“My birth was so fast! Everyone said I was so lucky that I didn't have hours of labour, but I really thought I was going to die. I was terrified and every time I looked at my baby I began to shake. In the hospital, I was hailed as a hero but I couldn't even talk about what happened. I knew I should have been delighted and I didn’t know why I was so upset. It wasn’t until we started planning another baby that I realised I needed to get some help. I hired a doula and she suggested going for some treatment. Best decision I ever made.”
A healthy baby is the most important thing but it's far from the only thing that matters and studies show that the way women are treated and respected during the birth of their child impacts them for a very long time. Words in the labour room and afterwards matter a great deal. During birth, women are at their most powerful, but also their most vulnerable. Their senses are heightened and they are instinctively on high alert.
Women often speak of a sense of loss after a traumatic birth. Loss of control, loss of autonomy, loss of dignity and very often these losses are not related to the birth outcome but rather to how they were treated and spoken to whilst in labour or in the time immediately after. Telling a woman that everything turned out alright in the end undermines her feelings of having had a negative experience and invalidates
the distress she feels. This can leave women stranded in a place of isolation because they feel they are not entitled to feel this way and they don’t know how to feel any other way.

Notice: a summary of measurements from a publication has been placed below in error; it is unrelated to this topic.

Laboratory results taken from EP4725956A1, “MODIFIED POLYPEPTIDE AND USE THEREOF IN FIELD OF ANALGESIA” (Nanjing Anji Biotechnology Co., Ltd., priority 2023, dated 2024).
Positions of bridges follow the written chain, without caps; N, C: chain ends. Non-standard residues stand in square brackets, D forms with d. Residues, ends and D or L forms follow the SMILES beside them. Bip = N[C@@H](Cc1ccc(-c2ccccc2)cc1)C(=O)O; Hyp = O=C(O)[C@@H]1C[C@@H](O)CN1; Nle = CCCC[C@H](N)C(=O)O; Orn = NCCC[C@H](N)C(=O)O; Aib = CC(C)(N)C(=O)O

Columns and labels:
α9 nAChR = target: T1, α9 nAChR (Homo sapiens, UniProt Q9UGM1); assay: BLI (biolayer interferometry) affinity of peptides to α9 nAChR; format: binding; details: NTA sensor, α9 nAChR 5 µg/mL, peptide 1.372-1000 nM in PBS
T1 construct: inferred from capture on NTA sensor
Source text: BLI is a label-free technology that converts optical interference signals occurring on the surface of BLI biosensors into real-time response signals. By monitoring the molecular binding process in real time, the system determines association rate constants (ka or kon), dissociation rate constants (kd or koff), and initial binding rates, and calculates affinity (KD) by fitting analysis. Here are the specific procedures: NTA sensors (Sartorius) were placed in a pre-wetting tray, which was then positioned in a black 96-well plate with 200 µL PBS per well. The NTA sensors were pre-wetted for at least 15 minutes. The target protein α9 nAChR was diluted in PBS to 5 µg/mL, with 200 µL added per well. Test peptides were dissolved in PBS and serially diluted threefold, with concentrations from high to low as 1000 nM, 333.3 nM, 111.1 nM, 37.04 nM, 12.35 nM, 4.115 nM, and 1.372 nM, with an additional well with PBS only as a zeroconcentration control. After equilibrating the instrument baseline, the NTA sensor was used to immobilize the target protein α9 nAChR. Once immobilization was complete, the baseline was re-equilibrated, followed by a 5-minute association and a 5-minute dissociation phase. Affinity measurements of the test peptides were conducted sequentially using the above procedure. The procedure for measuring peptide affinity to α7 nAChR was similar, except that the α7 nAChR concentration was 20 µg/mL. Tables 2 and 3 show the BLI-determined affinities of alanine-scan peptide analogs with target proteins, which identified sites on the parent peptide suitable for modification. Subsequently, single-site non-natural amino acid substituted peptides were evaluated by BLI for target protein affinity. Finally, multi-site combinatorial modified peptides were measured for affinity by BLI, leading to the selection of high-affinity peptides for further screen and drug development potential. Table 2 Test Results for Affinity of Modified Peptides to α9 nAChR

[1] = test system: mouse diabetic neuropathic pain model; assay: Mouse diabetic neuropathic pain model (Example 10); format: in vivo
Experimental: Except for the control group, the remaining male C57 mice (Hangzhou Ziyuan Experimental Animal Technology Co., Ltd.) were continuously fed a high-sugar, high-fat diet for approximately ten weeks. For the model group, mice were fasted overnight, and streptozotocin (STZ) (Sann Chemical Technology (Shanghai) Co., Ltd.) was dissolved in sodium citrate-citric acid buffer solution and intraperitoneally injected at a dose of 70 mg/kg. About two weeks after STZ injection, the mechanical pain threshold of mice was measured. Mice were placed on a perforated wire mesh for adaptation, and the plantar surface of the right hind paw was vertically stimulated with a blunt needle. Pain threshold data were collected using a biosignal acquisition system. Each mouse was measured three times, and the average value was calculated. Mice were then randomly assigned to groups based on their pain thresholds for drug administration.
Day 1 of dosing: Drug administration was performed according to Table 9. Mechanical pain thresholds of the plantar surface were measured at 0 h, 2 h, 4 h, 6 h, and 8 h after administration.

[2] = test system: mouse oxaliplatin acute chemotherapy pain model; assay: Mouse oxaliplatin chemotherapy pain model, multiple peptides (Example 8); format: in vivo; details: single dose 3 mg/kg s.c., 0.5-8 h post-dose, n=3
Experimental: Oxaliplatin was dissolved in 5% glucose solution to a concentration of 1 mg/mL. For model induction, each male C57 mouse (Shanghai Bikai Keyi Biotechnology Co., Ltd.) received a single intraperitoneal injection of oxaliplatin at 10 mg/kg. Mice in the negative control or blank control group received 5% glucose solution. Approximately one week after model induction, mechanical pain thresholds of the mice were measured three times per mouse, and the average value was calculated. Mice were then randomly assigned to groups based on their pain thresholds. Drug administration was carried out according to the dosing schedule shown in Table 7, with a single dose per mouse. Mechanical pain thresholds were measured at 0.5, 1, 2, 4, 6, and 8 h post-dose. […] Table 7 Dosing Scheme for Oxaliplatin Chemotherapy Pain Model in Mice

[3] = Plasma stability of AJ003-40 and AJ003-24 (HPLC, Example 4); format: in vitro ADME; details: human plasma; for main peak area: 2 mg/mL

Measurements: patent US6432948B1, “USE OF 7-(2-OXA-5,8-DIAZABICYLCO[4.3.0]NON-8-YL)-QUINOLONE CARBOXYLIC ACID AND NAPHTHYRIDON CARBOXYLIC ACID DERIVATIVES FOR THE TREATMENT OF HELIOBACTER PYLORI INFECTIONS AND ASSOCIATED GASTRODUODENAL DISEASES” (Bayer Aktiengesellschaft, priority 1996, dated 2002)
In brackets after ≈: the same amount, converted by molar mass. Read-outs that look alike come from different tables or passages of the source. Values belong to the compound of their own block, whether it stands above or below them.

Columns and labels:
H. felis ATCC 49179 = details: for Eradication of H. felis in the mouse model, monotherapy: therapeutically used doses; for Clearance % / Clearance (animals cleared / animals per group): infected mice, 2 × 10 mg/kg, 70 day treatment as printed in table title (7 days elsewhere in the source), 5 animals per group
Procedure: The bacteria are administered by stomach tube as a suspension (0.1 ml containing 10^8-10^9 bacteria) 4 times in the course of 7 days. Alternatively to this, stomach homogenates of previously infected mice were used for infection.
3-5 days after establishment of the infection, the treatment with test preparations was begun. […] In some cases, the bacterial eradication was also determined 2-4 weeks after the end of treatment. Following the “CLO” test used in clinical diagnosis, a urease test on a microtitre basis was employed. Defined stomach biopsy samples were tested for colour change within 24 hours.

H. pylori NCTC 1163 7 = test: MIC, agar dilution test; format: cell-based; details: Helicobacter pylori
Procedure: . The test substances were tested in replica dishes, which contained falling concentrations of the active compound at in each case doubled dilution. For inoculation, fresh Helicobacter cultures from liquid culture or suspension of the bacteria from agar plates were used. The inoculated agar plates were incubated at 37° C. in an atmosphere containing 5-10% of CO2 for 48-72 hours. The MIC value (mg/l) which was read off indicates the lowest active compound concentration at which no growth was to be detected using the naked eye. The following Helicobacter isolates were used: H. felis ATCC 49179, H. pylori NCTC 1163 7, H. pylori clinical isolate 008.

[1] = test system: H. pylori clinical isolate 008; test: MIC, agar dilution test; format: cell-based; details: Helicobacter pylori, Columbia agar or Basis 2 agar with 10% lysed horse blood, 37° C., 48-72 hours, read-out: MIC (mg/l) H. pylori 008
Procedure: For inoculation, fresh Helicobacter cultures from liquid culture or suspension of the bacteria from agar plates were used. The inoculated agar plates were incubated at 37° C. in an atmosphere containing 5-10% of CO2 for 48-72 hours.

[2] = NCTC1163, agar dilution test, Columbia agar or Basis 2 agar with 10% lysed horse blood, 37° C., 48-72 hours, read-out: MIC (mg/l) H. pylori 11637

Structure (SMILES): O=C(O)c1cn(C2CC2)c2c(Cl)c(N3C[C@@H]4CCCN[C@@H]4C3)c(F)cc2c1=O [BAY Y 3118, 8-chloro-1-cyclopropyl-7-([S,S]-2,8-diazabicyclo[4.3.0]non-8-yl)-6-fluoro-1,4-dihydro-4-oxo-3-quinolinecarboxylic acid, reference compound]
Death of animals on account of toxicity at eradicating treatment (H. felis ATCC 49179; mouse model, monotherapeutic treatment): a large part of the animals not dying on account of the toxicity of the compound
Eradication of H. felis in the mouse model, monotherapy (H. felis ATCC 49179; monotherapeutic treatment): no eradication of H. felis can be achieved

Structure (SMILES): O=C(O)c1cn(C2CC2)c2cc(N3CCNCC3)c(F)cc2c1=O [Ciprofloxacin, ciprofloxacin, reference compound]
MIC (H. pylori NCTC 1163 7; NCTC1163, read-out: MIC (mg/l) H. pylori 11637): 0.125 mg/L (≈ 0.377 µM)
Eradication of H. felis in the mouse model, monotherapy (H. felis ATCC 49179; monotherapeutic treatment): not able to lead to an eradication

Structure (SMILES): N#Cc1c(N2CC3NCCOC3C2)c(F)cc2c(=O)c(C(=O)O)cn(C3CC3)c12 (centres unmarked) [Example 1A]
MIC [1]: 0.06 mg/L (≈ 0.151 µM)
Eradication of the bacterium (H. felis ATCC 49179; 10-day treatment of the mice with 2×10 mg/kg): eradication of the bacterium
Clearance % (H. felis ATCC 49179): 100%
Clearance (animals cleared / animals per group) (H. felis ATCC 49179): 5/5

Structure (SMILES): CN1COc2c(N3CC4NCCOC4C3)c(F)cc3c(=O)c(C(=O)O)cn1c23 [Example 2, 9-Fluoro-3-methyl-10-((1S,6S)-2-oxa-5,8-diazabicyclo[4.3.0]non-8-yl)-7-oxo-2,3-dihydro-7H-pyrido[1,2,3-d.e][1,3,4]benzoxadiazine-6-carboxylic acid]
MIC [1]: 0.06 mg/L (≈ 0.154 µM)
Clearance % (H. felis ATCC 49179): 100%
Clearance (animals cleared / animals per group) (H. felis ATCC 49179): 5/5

In these uncertain times during COVID-19, lockdown, and unprecedented restrictions within maternity services, please explore all of your support options. A doula can provide invaluable help, but there are other avenues as well. Please ask for the help you need. And if you have not been affected by the lack of services for new and expectant families, please check-in with any new mothers and parents in your circle and make sure they feel supported and included. Peer support is a valuable tool in overcoming trauma. And the effects of this pandemic are still to be known, understood, and reckoned with.
As doulas we often support people who have had traumatic births in the past. A common theme for them is feeling they do not have a voice or having their concerns belittled. The maternity system, as it is currently structured, has little or no provision for women who have had a traumatic birth. Contact the Doula Association of Ireland for doula support from trained doulas around the country who can safely debrief birthing experiences and for contact numbers for organisations that can help. Organisations such as AIMS Ireland, Nurture and Aware are available to assist women in the perinatal period. I myself am a birth trauma resolution practitioner and run clinics in the Galway area in person and online for those further away, so please feel free to reach out for support if you need it.
Bairbre Brooke is a Birth Trauma resolution practitioner, Birth and Postpartum Doula and a member of the Doula Association of Ireland.
She also served as the DAI’s Chair for 3 years